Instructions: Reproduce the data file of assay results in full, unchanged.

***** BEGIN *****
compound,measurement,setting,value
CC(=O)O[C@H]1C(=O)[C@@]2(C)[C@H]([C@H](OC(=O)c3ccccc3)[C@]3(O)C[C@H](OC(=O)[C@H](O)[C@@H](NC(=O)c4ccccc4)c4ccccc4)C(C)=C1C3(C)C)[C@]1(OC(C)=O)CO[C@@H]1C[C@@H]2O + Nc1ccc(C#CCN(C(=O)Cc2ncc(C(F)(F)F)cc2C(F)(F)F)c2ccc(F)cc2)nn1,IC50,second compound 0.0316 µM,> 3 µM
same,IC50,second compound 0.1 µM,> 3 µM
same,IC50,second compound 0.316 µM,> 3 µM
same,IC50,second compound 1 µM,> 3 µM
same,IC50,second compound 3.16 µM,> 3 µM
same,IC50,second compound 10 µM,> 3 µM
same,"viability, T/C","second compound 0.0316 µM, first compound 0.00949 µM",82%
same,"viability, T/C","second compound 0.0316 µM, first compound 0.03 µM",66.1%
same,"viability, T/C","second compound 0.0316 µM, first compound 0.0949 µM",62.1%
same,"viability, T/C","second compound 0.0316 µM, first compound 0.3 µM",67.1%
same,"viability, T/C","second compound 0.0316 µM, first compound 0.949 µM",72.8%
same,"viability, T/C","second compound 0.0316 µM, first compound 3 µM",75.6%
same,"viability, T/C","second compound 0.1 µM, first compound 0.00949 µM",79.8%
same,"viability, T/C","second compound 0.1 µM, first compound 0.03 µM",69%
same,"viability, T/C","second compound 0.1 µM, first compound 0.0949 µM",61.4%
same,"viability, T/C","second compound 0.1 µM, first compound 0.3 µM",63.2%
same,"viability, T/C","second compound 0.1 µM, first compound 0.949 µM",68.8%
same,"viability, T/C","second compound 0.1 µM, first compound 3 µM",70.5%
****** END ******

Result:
compound,measurement,setting,value
CC(=O)O[C@H]1C(=O)[C@@]2(C)[C@H]([C@H](OC(=O)c3ccccc3)[C@]3(O)C[C@H](OC(=O)[C@H](O)[C@@H](NC(=O)c4ccccc4)c4ccccc4)C(C)=C1C3(C)C)[C@]1(OC(C)=O)CO[C@@H]1C[C@@H]2O + Nc1ccc(C#CCN(C(=O)Cc2ncc(C(F)(F)F)cc2C(F)(F)F)c2ccc(F)cc2)nn1,IC50,second compound 0.0316 µM,> 3 µM
same,IC50,second compound 0.1 µM,> 3 µM
same,IC50,second compound 0.316 µM,> 3 µM
same,IC50,second compound 1 µM,> 3 µM
same,IC50,second compound 3.16 µM,> 3 µM
same,IC50,second compound 10 µM,> 3 µM
same,"viability, T/C","second compound 0.0316 µM, first compound 0.00949 µM",82%
same,"viability, T/C","second compound 0.0316 µM, first compound 0.03 µM",66.1%
same,"viability, T/C","second compound 0.0316 µM, first compound 0.0949 µM",62.1%
same,"viability, T/C","second compound 0.0316 µM, first compound 0.3 µM",67.1%
same,"viability, T/C","second compound 0.0316 µM, first compound 0.949 µM",72.8%
same,"viability, T/C","second compound 0.0316 µM, first compound 3 µM",75.6%
same,"viability, T/C","second compound 0.1 µM, first compound 0.00949 µM",79.8%
same,"viability, T/C","second compound 0.1 µM, first compound 0.03 µM",69%
same,"viability, T/C","second compound 0.1 µM, first compound 0.0949 µM",61.4%
same,"viability, T/C","second compound 0.1 µM, first compound 0.3 µM",63.2%
same,"viability, T/C","second compound 0.1 µM, first compound 0.949 µM",68.8%
same,"viability, T/C","second compound 0.1 µM, first compound 3 µM",70.5%